My New Year's Resolution 2011 was "to get paid for writing a review", because I write pretty well and money is useful. Me being me, there's also some guilt lurking around the edges of this resolution. I write regularly, or at least semi-regularly, for three websites that don't pay, not including this blog. This seems to be the direction the music-writing "industry" is going, toward more unpaid, online, and (overall) poorly-written-and-edited outlets. Nonetheless, talented freelance writers remain in the field, hustling up what work they can and trying to forestall day jobs. Fine writers like Michaelangelo Matos and Mikael Wood continue to write a staggering amount of really good freelance words, but those opportunities are dwindling, especially at the sorts of once-reliable alt-weeklies that used to pay me to write on occasion.
I like reading the three websites to which I contribute, and I appreciate that my words get read by more people than they would at this blog. Nonetheless, I sometimes feel like I'm "crossing a picket line" (in the words of my drummer friend; we play mostly for free, too) when I contribute to the non-paying sites that glut the marketplace. Good music writing should be worth something, and it's sad to see it devolve toward this sort of -- what? internship? indentured servitude? I'm not really "indentured" -- where your only compensation is promos and "exposure". So that's the guilt -- I want all these writers I love to be able to earn a living, and part of me hates contributing to a financial system that's making that more difficult for them.
However, before I commit a grand gesture and resign my unpaid posts, I should admit that I LOVE writing about music. It's often the highlight of my week -- getting in there and listening and figuring out what's going on and wording that effectively and cracking jokes and editing myself down and being shocked and awed by some inspired phrase that just APPEARS on the computer screen, seemingly having bypassed my brain. (All you angry Kool & Together fans can have some fun with that.) If I didn't do it elsewhere, I'd just do it a lot more here. So if I'm being charitable to myself, I compare my reviews to the output of my carpenter grandfather -- beautiful wooden calendars, rocking horses, and furniture, sometimes sold but often given away, created out of personal satisfaction and love of craft. Surely there's nothing wrong with having a hobby! And by extension, if a marketplace exists that rewards that hobby by giving it wider exposure but no money, you can't really fault that marketplace either, as long as the terms are clear. It's mostly those asshats that run the alt-weeklies that we should be mad at. Right?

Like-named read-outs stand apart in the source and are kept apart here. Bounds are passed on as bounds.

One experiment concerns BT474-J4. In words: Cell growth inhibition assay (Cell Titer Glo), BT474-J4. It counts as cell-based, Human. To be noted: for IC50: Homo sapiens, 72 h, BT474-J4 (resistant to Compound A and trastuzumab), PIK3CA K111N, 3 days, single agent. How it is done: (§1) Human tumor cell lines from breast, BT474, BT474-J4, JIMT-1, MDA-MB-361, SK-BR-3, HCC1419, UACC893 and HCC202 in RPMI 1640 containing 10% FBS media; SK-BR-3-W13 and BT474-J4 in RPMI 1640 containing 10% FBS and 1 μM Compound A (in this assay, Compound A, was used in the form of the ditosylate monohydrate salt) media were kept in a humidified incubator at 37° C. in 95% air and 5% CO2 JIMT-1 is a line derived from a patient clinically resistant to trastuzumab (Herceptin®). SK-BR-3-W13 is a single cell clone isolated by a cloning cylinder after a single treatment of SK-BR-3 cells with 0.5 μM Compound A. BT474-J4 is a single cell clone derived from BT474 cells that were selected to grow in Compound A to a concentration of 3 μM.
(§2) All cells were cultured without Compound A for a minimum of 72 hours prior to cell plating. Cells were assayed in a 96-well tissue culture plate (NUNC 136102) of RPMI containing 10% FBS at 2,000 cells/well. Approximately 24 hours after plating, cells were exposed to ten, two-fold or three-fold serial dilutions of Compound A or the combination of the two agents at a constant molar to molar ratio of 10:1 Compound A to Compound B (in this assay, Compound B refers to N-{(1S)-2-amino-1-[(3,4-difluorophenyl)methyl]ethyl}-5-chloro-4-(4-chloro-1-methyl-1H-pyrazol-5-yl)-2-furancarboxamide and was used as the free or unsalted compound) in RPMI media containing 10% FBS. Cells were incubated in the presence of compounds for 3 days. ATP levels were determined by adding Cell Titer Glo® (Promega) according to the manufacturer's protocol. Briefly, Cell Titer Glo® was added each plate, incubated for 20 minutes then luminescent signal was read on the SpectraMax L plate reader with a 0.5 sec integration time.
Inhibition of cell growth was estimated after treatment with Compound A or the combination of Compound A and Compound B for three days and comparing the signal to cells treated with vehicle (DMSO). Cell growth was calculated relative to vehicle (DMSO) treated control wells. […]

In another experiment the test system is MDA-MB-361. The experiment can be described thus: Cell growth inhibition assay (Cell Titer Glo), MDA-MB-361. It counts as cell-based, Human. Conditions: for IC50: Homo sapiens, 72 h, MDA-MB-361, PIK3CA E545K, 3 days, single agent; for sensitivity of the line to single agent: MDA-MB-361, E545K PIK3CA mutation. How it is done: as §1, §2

All this is my roundabout way of saying I pitched this review to SPIN but never heard back. (SPIN is now an alt-bi-monthly.) So I posted it for free in my Sheep & Goats column at Burnside:
Archivist Duncan Brooker’s third Nigeria 70 comp is a two-decade mishmash of styles and languages, legends and unknowns, sacred and secular, brief outbursts and longer jams. If there’s a common thread, it’s that this stuff has been largely invisible outside Nigeria — UNTIL NOW. Brooker curates with a hook-friendly ear for indelible moments. Highlights include Zeal Onyia’s stop-time highlife “Idegbani”, Tunde Mabadu’s vaguely porny “Viva Disco”, and the proto-English-Beat sax squonk of Eji Oyewole’s “Unity In Africa”. Everything peaks with Admiral Dele Abiodun’s 15-minute blissout “It’s Time for Juju Music”, an ideal soundtrack for your own crate-digging exploits, if only because you won’t want this music to end.
(Also, I did eventually get paid for writing a review! This New Year's Resolution was brought to you by Lisa Jane Persky, the LA Review of Books, and Chuck Eddy.)
Nigeria 70 - Sweet Times: Afro-Funk, Highlife & Juju from 1970s Lagos